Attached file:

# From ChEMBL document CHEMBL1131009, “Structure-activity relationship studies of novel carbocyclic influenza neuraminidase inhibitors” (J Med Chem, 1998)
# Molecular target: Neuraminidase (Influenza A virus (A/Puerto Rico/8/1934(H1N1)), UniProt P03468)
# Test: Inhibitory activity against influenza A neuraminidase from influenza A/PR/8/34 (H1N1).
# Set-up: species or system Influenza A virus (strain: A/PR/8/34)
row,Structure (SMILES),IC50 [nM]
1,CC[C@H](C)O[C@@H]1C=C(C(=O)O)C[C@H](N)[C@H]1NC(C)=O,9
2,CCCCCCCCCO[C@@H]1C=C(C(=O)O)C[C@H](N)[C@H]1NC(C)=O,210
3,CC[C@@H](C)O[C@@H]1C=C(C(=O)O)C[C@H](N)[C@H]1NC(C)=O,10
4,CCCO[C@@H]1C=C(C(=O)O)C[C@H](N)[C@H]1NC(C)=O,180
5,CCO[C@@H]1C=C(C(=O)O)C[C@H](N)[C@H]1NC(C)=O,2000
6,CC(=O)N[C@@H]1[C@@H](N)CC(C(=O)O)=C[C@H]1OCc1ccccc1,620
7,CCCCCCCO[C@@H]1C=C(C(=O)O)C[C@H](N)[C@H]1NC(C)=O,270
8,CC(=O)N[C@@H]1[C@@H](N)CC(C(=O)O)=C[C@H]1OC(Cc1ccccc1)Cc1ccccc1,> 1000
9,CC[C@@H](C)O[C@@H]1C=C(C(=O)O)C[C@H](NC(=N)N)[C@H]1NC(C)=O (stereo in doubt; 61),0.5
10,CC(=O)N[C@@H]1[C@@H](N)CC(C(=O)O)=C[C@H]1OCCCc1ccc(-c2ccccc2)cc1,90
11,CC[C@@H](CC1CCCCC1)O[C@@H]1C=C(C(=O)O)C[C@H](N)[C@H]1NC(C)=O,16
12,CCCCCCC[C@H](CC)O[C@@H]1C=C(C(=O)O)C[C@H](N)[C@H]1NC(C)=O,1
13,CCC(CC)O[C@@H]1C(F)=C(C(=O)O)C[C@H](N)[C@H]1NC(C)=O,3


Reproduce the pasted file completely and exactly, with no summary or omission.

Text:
# From ChEMBL document CHEMBL1131009, “Structure-activity relationship studies of novel carbocyclic influenza neuraminidase inhibitors” (J Med Chem, 1998)
# Molecular target: Neuraminidase (Influenza A virus (A/Puerto Rico/8/1934(H1N1)), UniProt P03468)
# Test: Inhibitory activity against influenza A neuraminidase from influenza A/PR/8/34 (H1N1).
# Set-up: species or system Influenza A virus (strain: A/PR/8/34)
row,Structure (SMILES),IC50 [nM]
1,CC[C@H](C)O[C@@H]1C=C(C(=O)O)C[C@H](N)[C@H]1NC(C)=O,9
2,CCCCCCCCCO[C@@H]1C=C(C(=O)O)C[C@H](N)[C@H]1NC(C)=O,210
3,CC[C@@H](C)O[C@@H]1C=C(C(=O)O)C[C@H](N)[C@H]1NC(C)=O,10
4,CCCO[C@@H]1C=C(C(=O)O)C[C@H](N)[C@H]1NC(C)=O,180
5,CCO[C@@H]1C=C(C(=O)O)C[C@H](N)[C@H]1NC(C)=O,2000
6,CC(=O)N[C@@H]1[C@@H](N)CC(C(=O)O)=C[C@H]1OCc1ccccc1,620
7,CCCCCCCO[C@@H]1C=C(C(=O)O)C[C@H](N)[C@H]1NC(C)=O,270
8,CC(=O)N[C@@H]1[C@@H](N)CC(C(=O)O)=C[C@H]1OC(Cc1ccccc1)Cc1ccccc1,> 1000
9,CC[C@@H](C)O[C@@H]1C=C(C(=O)O)C[C@H](NC(=N)N)[C@H]1NC(C)=O (stereo in doubt; 61),0.5
10,CC(=O)N[C@@H]1[C@@H](N)CC(C(=O)O)=C[C@H]1OCCCc1ccc(-c2ccccc2)cc1,90
11,CC[C@@H](CC1CCCCC1)O[C@@H]1C=C(C(=O)O)C[C@H](N)[C@H]1NC(C)=O,16
12,CCCCCCC[C@H](CC)O[C@@H]1C=C(C(=O)O)C[C@H](N)[C@H]1NC(C)=O,1
13,CCC(CC)O[C@@H]1C(F)=C(C(=O)O)C[C@H](N)[C@H]1NC(C)=O,3